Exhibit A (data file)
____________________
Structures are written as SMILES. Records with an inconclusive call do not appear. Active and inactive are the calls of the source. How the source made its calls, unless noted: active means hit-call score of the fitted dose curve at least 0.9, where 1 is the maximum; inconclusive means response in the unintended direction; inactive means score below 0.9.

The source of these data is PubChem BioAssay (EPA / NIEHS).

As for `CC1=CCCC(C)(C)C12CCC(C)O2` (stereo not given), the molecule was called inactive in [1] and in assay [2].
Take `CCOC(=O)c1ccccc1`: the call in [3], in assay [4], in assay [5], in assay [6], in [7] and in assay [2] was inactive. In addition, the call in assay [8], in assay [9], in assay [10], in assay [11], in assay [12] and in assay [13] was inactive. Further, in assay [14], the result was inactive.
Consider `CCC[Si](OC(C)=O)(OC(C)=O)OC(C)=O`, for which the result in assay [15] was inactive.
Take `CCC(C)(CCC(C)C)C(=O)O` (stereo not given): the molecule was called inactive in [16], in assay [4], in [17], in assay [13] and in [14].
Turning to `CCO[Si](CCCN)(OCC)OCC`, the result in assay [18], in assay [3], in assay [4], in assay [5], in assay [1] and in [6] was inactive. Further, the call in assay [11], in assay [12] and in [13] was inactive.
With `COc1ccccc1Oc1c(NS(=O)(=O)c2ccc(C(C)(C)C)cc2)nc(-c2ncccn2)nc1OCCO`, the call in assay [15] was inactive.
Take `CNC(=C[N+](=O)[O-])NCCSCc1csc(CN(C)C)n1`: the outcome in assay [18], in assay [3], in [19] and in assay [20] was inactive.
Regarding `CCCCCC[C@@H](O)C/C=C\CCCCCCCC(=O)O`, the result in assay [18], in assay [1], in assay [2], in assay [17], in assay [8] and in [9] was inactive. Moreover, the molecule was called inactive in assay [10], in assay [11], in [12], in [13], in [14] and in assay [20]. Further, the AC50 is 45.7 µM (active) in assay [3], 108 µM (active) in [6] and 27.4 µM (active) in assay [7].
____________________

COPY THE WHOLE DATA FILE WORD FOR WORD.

Structures are written as SMILES. Records with an inconclusive call do not appear. Active and inactive are the calls of the source. How the source made its calls, unless noted: active means hit-call score of the fitted dose curve at least 0.9, where 1 is the maximum; inconclusive means response in the unintended direction; inactive means score below 0.9.

The source of these data is PubChem BioAssay (EPA / NIEHS).

As for `CC1=CCCC(C)(C)C12CCC(C)O2` (stereo not given), the molecule was called inactive in [1] and in assay [2].
Take `CCOC(=O)c1ccccc1`: the call in [3], in assay [4], in assay [5], in assay [6], in [7] and in assay [2] was inactive. In addition, the call in assay [8], in assay [9], in assay [10], in assay [11], in assay [12] and in assay [13] was inactive. Further, in assay [14], the result was inactive.
Consider `CCC[Si](OC(C)=O)(OC(C)=O)OC(C)=O`, for which the result in assay [15] was inactive.
Take `CCC(C)(CCC(C)C)C(=O)O` (stereo not given): the molecule was called inactive in [16], in assay [4], in [17], in assay [13] and in [14].
Turning to `CCO[Si](CCCN)(OCC)OCC`, the result in assay [18], in assay [3], in assay [4], in assay [5], in assay [1] and in [6] was inactive. Further, the call in assay [11], in assay [12] and in [13] was inactive.
With `COc1ccccc1Oc1c(NS(=O)(=O)c2ccc(C(C)(C)C)cc2)nc(-c2ncccn2)nc1OCCO`, the call in assay [15] was inactive.
Take `CNC(=C[N+](=O)[O-])NCCSCc1csc(CN(C)C)n1`: the outcome in assay [18], in assay [3], in [19] and in assay [20] was inactive.
Regarding `CCCCCC[C@@H](O)C/C=C\CCCCCCCC(=O)O`, the result in assay [18], in assay [1], in assay [2], in assay [17], in assay [8] and in [9] was inactive. Moreover, the molecule was called inactive in assay [10], in assay [11], in [12], in [13], in [14] and in assay [20]. Further, the AC50 is 45.7 µM (active) in assay [3], 108 µM (active) in [6] and 27.4 µM (active) in assay [7].